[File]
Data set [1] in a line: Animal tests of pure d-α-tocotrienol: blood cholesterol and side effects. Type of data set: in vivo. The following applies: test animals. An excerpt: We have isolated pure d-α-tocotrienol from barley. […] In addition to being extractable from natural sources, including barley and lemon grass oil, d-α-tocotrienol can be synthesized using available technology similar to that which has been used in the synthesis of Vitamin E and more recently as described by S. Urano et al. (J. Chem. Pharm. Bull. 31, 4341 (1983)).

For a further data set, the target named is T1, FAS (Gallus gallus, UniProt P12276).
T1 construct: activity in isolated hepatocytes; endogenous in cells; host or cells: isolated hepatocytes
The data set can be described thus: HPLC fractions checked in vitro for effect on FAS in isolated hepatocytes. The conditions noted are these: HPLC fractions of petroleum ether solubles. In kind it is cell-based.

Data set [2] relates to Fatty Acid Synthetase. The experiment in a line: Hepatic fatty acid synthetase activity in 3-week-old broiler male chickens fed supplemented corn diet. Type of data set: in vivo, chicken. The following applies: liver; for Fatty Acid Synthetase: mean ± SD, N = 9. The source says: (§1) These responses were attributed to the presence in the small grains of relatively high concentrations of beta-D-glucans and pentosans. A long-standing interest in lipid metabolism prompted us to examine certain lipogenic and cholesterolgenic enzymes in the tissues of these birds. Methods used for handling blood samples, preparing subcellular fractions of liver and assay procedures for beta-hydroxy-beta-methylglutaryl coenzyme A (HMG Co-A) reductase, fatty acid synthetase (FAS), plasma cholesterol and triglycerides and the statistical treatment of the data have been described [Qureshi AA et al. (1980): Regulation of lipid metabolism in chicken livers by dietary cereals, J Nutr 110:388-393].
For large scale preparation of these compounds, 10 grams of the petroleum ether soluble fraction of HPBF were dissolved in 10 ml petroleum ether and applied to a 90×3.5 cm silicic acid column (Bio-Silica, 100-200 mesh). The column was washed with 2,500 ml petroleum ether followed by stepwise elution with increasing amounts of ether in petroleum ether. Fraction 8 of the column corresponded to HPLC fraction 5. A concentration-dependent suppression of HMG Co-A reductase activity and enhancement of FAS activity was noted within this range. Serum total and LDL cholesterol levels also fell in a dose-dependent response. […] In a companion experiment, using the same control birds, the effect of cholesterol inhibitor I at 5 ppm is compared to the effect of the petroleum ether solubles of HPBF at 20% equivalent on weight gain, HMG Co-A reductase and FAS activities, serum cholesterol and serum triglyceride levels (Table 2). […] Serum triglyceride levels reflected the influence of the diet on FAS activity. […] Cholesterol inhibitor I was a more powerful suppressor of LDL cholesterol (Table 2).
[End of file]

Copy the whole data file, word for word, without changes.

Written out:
Data set [1] in a line: Animal tests of pure d-α-tocotrienol: blood cholesterol and side effects. Type of data set: in vivo. The following applies: test animals. An excerpt: We have isolated pure d-α-tocotrienol from barley. […] In addition to being extractable from natural sources, including barley and lemon grass oil, d-α-tocotrienol can be synthesized using available technology similar to that which has been used in the synthesis of Vitamin E and more recently as described by S. Urano et al. (J. Chem. Pharm. Bull. 31, 4341 (1983)).

For a further data set, the target named is T1, FAS (Gallus gallus, UniProt P12276).
T1 construct: activity in isolated hepatocytes; endogenous in cells; host or cells: isolated hepatocytes
The data set can be described thus: HPLC fractions checked in vitro for effect on FAS in isolated hepatocytes. The conditions noted are these: HPLC fractions of petroleum ether solubles. In kind it is cell-based.

Data set [2] relates to Fatty Acid Synthetase. The experiment in a line: Hepatic fatty acid synthetase activity in 3-week-old broiler male chickens fed supplemented corn diet. Type of data set: in vivo, chicken. The following applies: liver; for Fatty Acid Synthetase: mean ± SD, N = 9. The source says: (§1) These responses were attributed to the presence in the small grains of relatively high concentrations of beta-D-glucans and pentosans. A long-standing interest in lipid metabolism prompted us to examine certain lipogenic and cholesterolgenic enzymes in the tissues of these birds. Methods used for handling blood samples, preparing subcellular fractions of liver and assay procedures for beta-hydroxy-beta-methylglutaryl coenzyme A (HMG Co-A) reductase, fatty acid synthetase (FAS), plasma cholesterol and triglycerides and the statistical treatment of the data have been described [Qureshi AA et al. (1980): Regulation of lipid metabolism in chicken livers by dietary cereals, J Nutr 110:388-393].
For large scale preparation of these compounds, 10 grams of the petroleum ether soluble fraction of HPBF were dissolved in 10 ml petroleum ether and applied to a 90×3.5 cm silicic acid column (Bio-Silica, 100-200 mesh). The column was washed with 2,500 ml petroleum ether followed by stepwise elution with increasing amounts of ether in petroleum ether. Fraction 8 of the column corresponded to HPLC fraction 5. A concentration-dependent suppression of HMG Co-A reductase activity and enhancement of FAS activity was noted within this range. Serum total and LDL cholesterol levels also fell in a dose-dependent response. […] In a companion experiment, using the same control birds, the effect of cholesterol inhibitor I at 5 ppm is compared to the effect of the petroleum ether solubles of HPBF at 20% equivalent on weight gain, HMG Co-A reductase and FAS activities, serum cholesterol and serum triglyceride levels (Table 2). […] Serum triglyceride levels reflected the influence of the diet on FAS activity. […] Cholesterol inhibitor I was a more powerful suppressor of LDL cholesterol (Table 2).